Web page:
Holy Saturday is important, because it is the day in which God sits in the dust with us in our despair. On Holy Saturday, God did not come in a whirlwind and speak of the wonders of creation. Instead, He was pulled down to the very depths of Hell. "I am in fidelity with you in your suffering" declares God. This is the first answer to the problem of evil. 

Let us never forget to sit with those that suffer, to be with them in the reality of what they face. If God did not see fit to trivialize suffering, but instead to take it upon Himself, let us do no less. 

Friday, April 22, 2011

Three Good Friday Meditations

Tree of Life by Burne Jones
from V&A


In the beginning God created the heavens and the earth.

And it was good.

And He walked with man in the garden.

And in the middle of the garden stood a tree, its fruit pleasant to the eye. God told man not to eat of the tree, but the serpent whispered to man "You will be like God."

So man took the fruit of the tree that day in the garden.

And man died.

Wherever he went, death followed in his wake. The earth did not give up food without toil, and the food bought with sweat would just as quickly rot away. Birth came with suffering and pain, and the children lived their lives in the valley of the shadow of death.

Then a Man came, a Man who was also God. This God-Man walked the wasteland of death. He knew His purpose, and with resoluteness He walked towards it. The God-Man took the wine, born of the rot and the bread born of toil, and declared it to be His body.

Then the God-Man went to the tree.

And God died.

Piss Christ (Vandalized) by Serrano
from Art Observed

They did not know what it was they were doing. They beheld a man, a dirty carpenter from Nazareth, and he called himself God.

Could you imagine? The Holy God of Israel coming into the world of dirt and blood and flesh. It would be as if the most holy found itself submersed in piss.

So they did what any one who honored God would do, the scarred that which desecrated their God.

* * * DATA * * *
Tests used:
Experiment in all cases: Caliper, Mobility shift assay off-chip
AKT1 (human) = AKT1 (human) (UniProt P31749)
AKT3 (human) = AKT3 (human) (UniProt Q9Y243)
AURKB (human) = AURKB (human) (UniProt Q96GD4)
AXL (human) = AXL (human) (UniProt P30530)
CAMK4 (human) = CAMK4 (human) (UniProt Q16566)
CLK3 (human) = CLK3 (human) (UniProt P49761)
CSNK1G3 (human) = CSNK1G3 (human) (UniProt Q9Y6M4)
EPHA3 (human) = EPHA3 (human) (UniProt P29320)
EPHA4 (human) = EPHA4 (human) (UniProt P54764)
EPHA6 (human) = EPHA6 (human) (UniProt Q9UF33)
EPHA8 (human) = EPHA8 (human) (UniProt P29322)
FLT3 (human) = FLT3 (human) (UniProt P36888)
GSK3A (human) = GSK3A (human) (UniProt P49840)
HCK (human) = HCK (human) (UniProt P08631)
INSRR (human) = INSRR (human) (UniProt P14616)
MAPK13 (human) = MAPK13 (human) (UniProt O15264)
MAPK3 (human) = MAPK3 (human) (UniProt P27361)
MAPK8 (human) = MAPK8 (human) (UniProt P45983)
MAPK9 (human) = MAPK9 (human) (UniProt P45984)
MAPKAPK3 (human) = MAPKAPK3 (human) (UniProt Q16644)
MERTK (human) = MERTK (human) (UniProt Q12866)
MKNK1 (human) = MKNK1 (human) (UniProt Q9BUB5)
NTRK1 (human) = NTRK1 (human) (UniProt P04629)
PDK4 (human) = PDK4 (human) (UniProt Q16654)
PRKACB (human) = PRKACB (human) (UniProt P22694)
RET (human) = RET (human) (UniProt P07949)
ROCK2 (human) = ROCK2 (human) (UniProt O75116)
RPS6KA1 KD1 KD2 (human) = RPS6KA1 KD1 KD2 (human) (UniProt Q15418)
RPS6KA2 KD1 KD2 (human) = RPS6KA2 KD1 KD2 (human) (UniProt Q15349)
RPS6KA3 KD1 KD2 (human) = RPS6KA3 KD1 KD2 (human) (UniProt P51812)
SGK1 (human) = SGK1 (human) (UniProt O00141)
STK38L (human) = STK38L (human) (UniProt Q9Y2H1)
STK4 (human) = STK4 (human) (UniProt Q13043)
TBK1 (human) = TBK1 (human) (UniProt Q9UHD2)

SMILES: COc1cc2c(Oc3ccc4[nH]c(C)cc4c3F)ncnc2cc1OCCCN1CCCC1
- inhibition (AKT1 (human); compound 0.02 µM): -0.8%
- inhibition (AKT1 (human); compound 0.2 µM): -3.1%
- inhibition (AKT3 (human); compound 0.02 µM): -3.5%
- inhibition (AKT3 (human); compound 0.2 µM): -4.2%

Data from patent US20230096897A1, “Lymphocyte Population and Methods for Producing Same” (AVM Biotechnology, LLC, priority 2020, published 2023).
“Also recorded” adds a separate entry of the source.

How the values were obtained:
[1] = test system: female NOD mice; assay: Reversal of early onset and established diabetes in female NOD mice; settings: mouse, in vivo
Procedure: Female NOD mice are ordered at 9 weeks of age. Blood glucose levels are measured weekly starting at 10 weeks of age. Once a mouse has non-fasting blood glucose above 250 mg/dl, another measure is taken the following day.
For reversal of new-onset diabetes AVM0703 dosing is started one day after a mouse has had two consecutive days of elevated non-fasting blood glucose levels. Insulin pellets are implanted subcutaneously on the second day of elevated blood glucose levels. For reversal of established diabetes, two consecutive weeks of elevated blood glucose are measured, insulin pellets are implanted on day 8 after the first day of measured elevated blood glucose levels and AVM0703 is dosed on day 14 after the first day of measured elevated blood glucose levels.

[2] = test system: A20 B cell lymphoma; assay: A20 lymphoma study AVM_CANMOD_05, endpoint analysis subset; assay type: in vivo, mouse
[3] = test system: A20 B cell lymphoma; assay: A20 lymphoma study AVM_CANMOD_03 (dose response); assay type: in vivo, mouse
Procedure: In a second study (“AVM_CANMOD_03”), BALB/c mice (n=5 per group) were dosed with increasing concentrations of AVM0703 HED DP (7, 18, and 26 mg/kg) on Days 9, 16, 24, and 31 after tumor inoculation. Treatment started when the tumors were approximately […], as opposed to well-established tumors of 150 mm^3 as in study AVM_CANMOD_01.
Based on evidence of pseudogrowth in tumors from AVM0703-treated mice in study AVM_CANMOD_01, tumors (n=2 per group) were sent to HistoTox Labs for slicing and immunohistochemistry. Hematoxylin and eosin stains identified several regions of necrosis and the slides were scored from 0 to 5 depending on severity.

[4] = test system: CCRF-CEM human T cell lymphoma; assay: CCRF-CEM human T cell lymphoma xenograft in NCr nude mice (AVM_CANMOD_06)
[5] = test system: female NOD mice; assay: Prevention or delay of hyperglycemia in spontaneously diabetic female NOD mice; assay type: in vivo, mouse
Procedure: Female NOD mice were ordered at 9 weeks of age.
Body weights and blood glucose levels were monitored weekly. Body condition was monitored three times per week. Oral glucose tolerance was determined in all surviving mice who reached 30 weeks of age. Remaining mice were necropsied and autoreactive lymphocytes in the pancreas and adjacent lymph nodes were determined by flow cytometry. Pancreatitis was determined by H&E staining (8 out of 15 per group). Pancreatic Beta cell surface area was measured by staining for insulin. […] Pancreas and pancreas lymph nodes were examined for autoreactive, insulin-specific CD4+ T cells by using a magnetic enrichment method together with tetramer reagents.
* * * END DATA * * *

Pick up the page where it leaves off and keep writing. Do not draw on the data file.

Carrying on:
Black Box
From Wiki Answers

God died, and darkness covered the land. 

God died, and the veil was torn. 

In time, we would come to see this for what it was. The death of death itself. The end of the separation between God and man.

But it was not this yet. The veil was torn, and it showed the holy of holies. It showed the place where God had once dwelt in His glory. 

It tore and it showed the temple which for hundreds of years had stood empty of His glory. 

Sunday, April 17, 2011

Liturgical Colors

If you actually read my blog on this site (as opposed to a feed reader) you've noticed that I've changed the design template to a red and purple one. These are the colors of Holy Week, and it seemed appropriate to reflect that on this blog. Depending upon how I feel about the change, I may create a template that reflects the Easter season, or I may return to my regular template.

Palm Sunday: The Duality of Holy Week

Today Holy Week begins. Today we are on the road to Easter, but first we must go through the cross. This is the most intense week in the Christian year. Not only in terms of the business of those who work in the church, though that is certainly true. This is the most intense week because this is the week when it all comes together. All the symbols of the Christian narrative are pulled together this week as the rhythm of the liturgy reaches its climax.